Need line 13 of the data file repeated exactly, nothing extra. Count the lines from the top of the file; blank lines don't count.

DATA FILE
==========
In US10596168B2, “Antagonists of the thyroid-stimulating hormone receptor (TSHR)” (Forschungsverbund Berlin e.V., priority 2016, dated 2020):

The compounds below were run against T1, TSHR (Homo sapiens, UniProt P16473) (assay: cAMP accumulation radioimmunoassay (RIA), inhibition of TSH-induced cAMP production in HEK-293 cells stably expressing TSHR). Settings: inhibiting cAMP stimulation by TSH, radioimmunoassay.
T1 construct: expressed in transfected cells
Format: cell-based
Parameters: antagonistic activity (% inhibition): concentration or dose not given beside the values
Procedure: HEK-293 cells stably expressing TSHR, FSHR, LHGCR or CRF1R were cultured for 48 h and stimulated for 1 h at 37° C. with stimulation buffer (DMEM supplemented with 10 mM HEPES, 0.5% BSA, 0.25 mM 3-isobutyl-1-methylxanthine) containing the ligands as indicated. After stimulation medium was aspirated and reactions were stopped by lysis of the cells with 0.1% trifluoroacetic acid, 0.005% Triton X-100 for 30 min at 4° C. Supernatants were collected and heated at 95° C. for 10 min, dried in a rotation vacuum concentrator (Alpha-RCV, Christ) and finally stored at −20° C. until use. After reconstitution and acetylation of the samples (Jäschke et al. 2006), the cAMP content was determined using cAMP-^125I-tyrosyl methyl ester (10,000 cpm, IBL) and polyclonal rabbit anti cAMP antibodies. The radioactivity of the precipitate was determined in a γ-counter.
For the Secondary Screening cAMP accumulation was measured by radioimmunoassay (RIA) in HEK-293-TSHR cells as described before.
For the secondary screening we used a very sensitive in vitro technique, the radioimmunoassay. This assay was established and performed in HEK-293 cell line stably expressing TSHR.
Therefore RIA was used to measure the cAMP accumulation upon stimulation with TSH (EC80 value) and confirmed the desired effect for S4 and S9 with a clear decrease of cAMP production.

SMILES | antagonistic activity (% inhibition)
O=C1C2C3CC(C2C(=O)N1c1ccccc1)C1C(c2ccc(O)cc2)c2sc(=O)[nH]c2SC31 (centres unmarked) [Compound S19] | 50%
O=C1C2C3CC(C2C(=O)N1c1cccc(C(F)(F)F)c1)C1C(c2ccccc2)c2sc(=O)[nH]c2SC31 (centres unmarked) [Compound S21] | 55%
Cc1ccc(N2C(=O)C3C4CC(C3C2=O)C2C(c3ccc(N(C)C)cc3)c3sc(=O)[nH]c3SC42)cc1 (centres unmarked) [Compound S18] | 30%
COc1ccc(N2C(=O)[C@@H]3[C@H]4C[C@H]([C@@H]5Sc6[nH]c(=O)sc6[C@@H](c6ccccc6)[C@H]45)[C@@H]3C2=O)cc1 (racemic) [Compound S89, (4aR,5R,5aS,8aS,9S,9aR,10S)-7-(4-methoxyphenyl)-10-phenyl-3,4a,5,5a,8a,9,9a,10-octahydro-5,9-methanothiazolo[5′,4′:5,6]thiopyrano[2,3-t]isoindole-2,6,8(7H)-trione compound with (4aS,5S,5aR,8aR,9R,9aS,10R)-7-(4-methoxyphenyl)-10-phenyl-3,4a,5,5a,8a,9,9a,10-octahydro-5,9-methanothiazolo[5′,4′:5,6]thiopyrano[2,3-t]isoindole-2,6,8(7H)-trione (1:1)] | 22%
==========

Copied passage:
Cc1ccc(N2C(=O)C3C4CC(C3C2=O)C2C(c3ccc(N(C)C)cc3)c3sc(=O)[nH]c3SC42)cc1 (centres unmarked) [Compound S18] | 30%